Alvin Chau

The lawyer for Macau’s former primary junket boss, Alvin Chau, has suggested that his client will appeal the 18-year prison sentence he was handed out by Macau courts on Wednesday.

Pedro Leal, speaking to TDM Canal Macau, noted that “regarding what I’ve heard from my colleague, I believe that (Alvin Chau) will appeal”.

Chau was charged with 104 crimes of illicit gaming, 57 crimes of fraud and 1 crime of running a gang organization, and received the 18-year sentence despite having been absolved of one alleged count of money laundering.

Chau was also absolved of 136 charges for alleged illicit gaming in licensed gaming locales.

The former junket boss has already served one year of his prison sentence, having been detained in November of 2021, spending his remaining time in the prison located near to the Cotai Strip.

On Wednesday, the government released further details of the sentencing, noting that Alvin Chau, referred to by his Chinese name Chau Cheok Wa, had been handed the following sentences:

  • 12 years for running a secret society (under the SAR’s gang law)
  • 1 year and six months for 103 crimes of running illicit gaming in authorized gaming locales
  • 5 years for 54 crimes of high-value theft
  • 2 years and six months for one crime of illicit gaming.

While Chau was facing a much higher possible sentence due to the crimes he had been accused of, the judge opted to settle on the 18-year sentence.

Chau was just one of the nine defendants in the case handed criminal association charges, with the majority of the defendants facing various prison sentences for their roles in the crimes. Some defendants were granted suspended sentences, or absolved of their accusations in the alleged crimes.

One of Chau’s legal representatives, Pedro Leal, is also representing the junket’s IT assistant, Celestino Ali, which has received a prison sentence of 15 years for his involvement in the racket.

Celestino Ali, alongside Cheong Chi Kin, Chau Chun Hee and Philip Wong Pak Ling are all facing 15-year sentences, the second-highest court-ordered sentence after Chau.

Speaking of his client, Leal noted that “I don’t believe that the conditions for being charged with illicit gaming are fulfilled, as well as theft.”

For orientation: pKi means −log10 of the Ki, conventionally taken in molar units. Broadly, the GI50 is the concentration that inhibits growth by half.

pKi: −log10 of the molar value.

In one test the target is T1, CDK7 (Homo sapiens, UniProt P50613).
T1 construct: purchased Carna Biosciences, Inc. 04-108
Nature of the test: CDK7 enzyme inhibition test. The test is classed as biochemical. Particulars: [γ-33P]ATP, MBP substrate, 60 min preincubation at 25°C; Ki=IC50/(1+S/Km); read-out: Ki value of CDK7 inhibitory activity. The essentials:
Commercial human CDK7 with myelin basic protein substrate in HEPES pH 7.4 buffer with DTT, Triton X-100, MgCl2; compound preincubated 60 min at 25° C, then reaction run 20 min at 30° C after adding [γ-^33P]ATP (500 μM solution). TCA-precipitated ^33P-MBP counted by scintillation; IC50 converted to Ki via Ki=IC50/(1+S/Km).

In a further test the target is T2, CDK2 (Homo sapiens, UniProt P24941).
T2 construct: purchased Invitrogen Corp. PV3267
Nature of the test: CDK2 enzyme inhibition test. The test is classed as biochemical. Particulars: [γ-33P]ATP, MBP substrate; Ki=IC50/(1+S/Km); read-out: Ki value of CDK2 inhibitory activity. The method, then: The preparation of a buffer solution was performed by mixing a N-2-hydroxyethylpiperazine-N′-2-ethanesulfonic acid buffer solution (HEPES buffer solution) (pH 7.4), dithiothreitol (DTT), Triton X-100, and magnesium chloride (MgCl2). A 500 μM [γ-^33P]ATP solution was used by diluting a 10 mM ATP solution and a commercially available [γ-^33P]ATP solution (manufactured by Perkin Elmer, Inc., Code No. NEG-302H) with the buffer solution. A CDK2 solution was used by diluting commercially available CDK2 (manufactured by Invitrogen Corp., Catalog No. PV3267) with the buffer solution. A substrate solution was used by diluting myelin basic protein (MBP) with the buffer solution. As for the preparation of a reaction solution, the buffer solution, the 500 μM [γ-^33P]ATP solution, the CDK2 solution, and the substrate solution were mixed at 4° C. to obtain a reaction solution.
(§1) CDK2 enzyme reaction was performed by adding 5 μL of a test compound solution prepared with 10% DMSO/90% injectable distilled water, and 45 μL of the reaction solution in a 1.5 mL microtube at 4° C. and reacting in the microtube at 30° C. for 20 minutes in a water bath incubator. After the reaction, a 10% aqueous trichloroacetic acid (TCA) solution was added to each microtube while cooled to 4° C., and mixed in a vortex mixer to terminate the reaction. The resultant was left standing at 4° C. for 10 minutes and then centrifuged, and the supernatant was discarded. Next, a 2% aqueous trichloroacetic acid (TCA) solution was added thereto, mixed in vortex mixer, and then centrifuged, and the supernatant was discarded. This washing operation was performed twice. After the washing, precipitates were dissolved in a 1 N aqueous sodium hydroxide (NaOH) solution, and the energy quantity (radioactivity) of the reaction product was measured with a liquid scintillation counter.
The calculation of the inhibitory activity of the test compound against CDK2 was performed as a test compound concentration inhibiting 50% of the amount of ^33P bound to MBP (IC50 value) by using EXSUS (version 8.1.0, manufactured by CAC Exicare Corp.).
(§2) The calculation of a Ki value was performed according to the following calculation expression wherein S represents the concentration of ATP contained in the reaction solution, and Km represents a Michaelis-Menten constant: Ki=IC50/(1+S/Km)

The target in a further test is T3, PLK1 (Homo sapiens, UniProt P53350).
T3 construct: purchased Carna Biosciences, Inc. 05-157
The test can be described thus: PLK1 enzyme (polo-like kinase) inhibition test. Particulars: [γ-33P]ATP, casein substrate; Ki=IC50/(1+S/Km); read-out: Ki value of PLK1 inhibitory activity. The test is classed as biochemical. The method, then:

The lawyer also noted that “what was proved is that Celestino Ali had a labour relationship with Suncity. And he has been now sentenced to 15 years, while others face only 10 years, despite having profited from illicit gaming. And he was only the technical assistant.”

Ali, Cheong, Chau and Wong all received the largest prison terms for their association with a secret society (under Macau’s gang law), while also being charged with illicit gaming and theft (or fraud).

Some other defendants, despite facing similar charges, were granted lesser prison sentences, a fact which the lawyer critiques, noting “regarding Celestino Ali, I think that there is a large disparity regarding the crimes for which the other defendants were charged,” the lawyer told TDM Canal Macau.

The SAR itself is recouping its losses from illicit activity, totaling HK$6.55 billion ($833.7 million) in damages to the government.

Five of Macau’s six concessionaires will also be receiving compensation from the defendants, with Wynn Macau being the largest receiver – at HK$770.96 million, followed by Galaxy, at HK$559.06 million, MGM China, at HK$349.02 million, Venetian Macau, at HK$295 million and SJM Resorts, at HK$178.22 million.

Kelsey-Wilhelm
Kelsey Wilhelm is a broadcast, print journalist and editor based in Asia for over 15 years. Focused on content creation, management, cross-cultural exchange and interviews for multi-lingual productions. Writing focus on gaming, business, politics, culture and heritage, events and celebrities, subcultures, music, film, art and fashion. Some of Kelsey's specialties are: editing, writing, copy creation, multi-lingual content production, cross-cultural exchange, content creation and management for Asian markets.